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Field Test of M1911 Folding Knife (Gen I) with 440C Blade

Jeff Hogan

December 8th, 2009


I was given the opportunity to sample and test an M1911 knife from Ultimate Equipment. A little history about myself so you know what kind of testing and what application I would be using this knife.

I have been a LEO for over 15 years. SWAT team leader for 10 of those years. I am a partner in a large training company and own a small 1911 manufacturing company where we manufacture our own line of 1911's and customize customer guns, with a retail store for gear and guns. I've spent several years training foriegn counter terrorism units since 9/11. I've also tested gear and tools from big companies. I would be beating this knife to death needless to say.

When I initially saw this knife, I thought it was a cool novelty item. Then I looked at it further and studied the photos and realized that along with being a cool looking knife, it may actually be a GOOD knife. I received the knife a few days after Terry and I talked about testing it to add with our guns as a package and carry in the retail side. I received the blackwood/black oxide 440C knife.

First impression was that the knife is well packaged and you could see the pride that Terry has in his company. Big plus in my book. There is nothing I hate more than a company hyping up their product , then spending less on presentation than it costs for a stamp.

I ran into the same problem a few others had with the locking mechanism being stiff. I worked the action on the lock probably 50-60 times and it loosened right up to where I could disengage the lock and fold the blade with one hand.

So far a pass. After talking with Terry, he stated that the above issue was normal with the first few due to the mainspring being stiff. No worries here.

I know that a knife is not a pry tool, but in our line of business, sometimes you have to break the rules. A few years ago, I broke a Benchmade CQC7 when I responded to a fire call. I won't get into the whole story but it involved me having to pry open the front door so as to not feed the fire too much oxygen. I sent Benchmade a copy of the report and they would not warranty the blade. fair enough.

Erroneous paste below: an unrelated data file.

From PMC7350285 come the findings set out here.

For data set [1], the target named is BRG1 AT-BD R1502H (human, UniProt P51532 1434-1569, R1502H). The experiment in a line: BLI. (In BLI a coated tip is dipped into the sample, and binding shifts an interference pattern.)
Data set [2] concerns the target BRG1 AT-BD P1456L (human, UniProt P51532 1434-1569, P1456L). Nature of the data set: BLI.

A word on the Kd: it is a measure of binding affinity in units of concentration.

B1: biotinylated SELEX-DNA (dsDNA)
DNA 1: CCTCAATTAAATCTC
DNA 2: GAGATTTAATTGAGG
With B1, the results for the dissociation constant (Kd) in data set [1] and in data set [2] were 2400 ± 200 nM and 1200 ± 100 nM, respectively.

I went to the shoot house for some firearms training and figured this was as good a time as any and pried open a door inside the house. Guess blade snappage. SWEET!!! That right there gave me a huge feeling of confidence in the knife. I checked the operation of the knife and it worked just as good as before. No bent blade, no contorted handle. (I know Terry's cringing right now that I treated his knife that way)

Next I went over to the wrecked cars we use for training. I wanted to see how well it cut through seat belts. All I can say, is like butter. Pass.

I then went over to one of the cars that had the windows intact. I held a firm grip with the knife and punched the glass out with the sharpe corner on the handle. I honestly don't know if Terry designed it for this but I thought what the hell. It worked well and only scuffed the handle a little.

At this point, I felt that I had abused the knife that Terry so graciously provided me enough. Now was time to use it the way intended. I commenced to using it to cut the excess paper around the edges of freshly pasted targets. I started with paper and worked my way up to bigger items to see how long it held an edge. I cut 550 cord, then several strands bundled together of the same material. I cut through yellow nylon rope. I then tried my hand at wood carving. An artist I am not but it did what I wanted it to do.

I then went back over to the car and cut through the seat belt. It was a little tougher this time but considering what I had put it through, it did well.

I took it back to the shop at the end of the day and put an edge back on it with a run of the mill Spyderco sharpener. I figured, a kit like this would be what most guys would use anyway. I cut some more 550 cord to test the edge and it sliced through like butter.

So, at this point, I wouldn't really call it a novelty knife. In my eyes, it is a beautiful working tool. And yes, I think tools can be beautiful.

I pretty much can't say anything bad about this knife. The clip was my only issue but it was fixed right away with a change in placement. It took a beating from a guy who can break an anvil with a gym sock.I think it is a great looking piece of kit and I consider it a good partner for a well made 1911. Terry is great to work with and I know he will go far with this design. I'm looking forward to more knife designs from Ultimate Equipment.They have gained a customer in me and I am not easily impressed.

I hope this is helpful to anyone sitting on the edge wondering if they should buy one or not. To me, money well spent.

Jeff Hogan


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